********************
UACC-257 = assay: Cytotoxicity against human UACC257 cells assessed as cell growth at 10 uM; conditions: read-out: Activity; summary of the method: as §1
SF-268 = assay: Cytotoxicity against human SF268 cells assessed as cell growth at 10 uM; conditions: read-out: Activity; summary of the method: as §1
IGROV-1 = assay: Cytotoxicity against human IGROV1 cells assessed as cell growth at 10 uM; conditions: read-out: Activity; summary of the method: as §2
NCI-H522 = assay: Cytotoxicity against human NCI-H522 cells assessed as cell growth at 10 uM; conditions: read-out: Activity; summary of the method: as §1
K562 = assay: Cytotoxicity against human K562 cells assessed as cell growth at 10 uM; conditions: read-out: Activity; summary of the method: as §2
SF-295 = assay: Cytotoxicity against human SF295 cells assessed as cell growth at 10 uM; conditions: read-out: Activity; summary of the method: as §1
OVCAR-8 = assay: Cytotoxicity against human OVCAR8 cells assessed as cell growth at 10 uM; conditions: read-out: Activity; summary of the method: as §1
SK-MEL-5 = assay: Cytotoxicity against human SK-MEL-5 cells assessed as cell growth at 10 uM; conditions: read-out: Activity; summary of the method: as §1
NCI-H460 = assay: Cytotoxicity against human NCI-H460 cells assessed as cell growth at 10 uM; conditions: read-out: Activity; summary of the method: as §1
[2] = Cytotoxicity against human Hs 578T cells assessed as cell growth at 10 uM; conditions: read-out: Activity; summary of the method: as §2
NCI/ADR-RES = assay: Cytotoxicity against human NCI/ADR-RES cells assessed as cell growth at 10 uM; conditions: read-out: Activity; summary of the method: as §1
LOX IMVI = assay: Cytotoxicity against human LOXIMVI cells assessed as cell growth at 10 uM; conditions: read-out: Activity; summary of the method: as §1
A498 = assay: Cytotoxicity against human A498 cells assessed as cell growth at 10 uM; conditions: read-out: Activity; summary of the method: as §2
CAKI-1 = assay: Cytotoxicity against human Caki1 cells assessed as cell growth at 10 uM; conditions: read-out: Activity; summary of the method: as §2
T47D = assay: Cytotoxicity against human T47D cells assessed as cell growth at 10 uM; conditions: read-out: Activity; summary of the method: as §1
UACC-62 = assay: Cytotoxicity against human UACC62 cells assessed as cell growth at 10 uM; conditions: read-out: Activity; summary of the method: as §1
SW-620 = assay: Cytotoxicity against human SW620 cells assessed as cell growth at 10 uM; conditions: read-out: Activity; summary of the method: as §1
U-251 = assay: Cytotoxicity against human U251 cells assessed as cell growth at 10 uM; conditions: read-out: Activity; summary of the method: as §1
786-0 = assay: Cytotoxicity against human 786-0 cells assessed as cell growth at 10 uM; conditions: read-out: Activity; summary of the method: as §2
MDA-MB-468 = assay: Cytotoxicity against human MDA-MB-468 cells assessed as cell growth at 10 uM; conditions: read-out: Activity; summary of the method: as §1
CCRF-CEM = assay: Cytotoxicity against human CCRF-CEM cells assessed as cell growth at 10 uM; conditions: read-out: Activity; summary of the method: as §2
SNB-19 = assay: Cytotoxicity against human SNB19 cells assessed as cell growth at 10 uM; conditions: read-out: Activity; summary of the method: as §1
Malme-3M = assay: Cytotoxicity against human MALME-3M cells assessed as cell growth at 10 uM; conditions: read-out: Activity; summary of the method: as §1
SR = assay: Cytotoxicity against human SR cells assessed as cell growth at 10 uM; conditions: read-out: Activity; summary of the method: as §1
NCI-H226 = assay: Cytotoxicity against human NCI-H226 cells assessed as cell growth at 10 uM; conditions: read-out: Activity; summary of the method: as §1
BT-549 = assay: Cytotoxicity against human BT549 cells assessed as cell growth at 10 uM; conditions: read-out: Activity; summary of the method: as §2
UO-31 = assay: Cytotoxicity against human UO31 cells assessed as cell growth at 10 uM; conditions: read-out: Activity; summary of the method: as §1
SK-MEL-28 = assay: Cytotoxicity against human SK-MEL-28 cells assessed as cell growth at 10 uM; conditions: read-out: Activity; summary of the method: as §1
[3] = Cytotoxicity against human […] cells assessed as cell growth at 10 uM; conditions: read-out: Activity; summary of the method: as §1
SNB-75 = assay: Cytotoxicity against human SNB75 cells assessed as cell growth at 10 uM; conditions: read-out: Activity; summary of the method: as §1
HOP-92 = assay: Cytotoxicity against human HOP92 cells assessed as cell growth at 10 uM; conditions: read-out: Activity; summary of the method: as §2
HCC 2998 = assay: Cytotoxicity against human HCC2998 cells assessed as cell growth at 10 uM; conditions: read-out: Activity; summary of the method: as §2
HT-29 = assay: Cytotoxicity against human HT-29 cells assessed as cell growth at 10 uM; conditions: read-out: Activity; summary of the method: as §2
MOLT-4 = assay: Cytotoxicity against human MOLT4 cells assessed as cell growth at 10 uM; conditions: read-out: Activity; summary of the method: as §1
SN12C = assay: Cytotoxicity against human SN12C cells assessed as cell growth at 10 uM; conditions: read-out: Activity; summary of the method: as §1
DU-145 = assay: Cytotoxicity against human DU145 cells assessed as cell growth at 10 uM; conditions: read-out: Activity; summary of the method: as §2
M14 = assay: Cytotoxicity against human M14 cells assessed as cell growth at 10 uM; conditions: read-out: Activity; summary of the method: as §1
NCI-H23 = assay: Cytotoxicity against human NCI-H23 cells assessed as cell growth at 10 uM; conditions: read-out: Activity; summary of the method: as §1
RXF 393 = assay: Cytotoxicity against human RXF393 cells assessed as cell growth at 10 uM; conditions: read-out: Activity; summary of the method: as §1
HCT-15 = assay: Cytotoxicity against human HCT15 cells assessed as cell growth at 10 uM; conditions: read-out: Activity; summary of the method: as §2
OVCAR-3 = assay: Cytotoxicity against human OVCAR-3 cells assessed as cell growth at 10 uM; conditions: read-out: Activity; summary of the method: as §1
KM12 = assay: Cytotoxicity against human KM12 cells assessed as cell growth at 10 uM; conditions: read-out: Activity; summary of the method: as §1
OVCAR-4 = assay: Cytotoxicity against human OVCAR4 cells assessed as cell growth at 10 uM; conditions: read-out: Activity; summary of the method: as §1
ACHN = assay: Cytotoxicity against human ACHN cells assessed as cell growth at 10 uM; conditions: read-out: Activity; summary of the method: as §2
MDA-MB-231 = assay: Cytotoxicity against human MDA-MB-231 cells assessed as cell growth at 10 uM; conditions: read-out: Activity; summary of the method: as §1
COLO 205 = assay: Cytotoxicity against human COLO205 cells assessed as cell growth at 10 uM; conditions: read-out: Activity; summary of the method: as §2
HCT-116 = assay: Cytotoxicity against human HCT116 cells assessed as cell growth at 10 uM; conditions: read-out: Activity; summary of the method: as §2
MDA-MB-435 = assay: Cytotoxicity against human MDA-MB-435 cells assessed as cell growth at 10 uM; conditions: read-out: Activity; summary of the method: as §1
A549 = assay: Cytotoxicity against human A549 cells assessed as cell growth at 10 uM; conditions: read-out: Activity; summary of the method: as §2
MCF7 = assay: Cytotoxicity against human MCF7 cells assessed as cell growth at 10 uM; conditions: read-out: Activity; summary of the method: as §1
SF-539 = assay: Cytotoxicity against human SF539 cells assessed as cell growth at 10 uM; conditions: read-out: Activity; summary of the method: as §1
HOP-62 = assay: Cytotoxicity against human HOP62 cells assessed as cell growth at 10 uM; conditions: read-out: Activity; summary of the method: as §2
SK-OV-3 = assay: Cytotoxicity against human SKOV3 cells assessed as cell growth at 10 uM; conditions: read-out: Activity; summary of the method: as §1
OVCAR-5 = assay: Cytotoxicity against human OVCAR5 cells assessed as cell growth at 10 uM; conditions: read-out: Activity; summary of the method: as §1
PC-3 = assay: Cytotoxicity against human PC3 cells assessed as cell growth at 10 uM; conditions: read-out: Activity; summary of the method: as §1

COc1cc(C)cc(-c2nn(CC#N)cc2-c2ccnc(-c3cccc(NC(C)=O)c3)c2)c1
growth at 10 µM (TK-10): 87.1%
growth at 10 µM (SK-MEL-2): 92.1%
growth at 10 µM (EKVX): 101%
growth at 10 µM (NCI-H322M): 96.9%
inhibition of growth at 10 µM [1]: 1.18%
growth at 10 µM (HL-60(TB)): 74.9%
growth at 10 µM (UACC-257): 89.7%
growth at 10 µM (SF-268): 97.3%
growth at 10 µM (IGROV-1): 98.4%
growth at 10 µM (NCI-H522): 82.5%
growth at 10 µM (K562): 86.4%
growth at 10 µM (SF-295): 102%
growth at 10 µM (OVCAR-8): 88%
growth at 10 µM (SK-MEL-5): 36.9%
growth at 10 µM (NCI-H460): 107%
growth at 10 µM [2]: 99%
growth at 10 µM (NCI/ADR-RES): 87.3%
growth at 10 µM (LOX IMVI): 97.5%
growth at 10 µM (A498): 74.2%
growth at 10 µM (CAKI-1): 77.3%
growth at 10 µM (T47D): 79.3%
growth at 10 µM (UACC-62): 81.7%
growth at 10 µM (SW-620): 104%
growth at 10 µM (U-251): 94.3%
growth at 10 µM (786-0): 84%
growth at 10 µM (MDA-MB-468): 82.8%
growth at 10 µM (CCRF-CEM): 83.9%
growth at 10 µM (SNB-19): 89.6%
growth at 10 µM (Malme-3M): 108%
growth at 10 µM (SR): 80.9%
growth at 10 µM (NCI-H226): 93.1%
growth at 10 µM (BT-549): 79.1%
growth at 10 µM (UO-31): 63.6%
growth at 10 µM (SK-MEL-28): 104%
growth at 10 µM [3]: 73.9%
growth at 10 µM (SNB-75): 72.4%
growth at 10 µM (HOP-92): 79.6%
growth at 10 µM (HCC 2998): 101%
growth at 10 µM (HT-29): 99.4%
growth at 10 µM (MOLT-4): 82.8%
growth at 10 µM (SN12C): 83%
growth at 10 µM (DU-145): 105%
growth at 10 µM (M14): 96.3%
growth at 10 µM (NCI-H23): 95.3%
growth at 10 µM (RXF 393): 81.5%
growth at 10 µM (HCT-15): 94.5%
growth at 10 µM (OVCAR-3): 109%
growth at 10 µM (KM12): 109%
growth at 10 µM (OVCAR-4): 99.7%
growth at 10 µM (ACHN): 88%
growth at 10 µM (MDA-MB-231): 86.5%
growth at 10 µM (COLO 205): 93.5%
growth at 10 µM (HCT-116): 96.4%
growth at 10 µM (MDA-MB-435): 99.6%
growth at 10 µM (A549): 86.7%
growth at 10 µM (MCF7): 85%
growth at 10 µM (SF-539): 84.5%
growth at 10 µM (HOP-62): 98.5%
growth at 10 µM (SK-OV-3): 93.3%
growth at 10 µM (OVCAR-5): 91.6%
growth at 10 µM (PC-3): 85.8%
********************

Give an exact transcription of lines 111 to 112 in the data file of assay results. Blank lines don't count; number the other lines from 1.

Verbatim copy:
growth at 10 µM (A549): 86.7%
growth at 10 µM (MCF7): 85%